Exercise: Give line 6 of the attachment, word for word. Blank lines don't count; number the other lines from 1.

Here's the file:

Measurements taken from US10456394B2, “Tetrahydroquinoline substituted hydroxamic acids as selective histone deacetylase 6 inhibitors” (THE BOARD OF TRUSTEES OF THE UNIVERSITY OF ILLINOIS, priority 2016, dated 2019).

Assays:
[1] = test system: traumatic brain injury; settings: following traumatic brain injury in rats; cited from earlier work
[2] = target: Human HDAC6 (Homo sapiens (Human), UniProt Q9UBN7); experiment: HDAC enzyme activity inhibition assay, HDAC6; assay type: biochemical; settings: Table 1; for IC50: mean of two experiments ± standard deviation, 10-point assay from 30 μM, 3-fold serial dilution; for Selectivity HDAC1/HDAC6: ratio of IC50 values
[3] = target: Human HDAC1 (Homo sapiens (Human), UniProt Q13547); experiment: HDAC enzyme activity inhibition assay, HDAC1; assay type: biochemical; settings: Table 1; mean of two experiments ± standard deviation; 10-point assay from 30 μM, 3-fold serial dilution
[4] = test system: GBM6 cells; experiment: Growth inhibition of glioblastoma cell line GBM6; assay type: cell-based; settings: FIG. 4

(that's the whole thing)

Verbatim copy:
[4] = test system: GBM6 cells; experiment: Growth inhibition of glioblastoma cell line GBM6; assay type: cell-based; settings: FIG. 4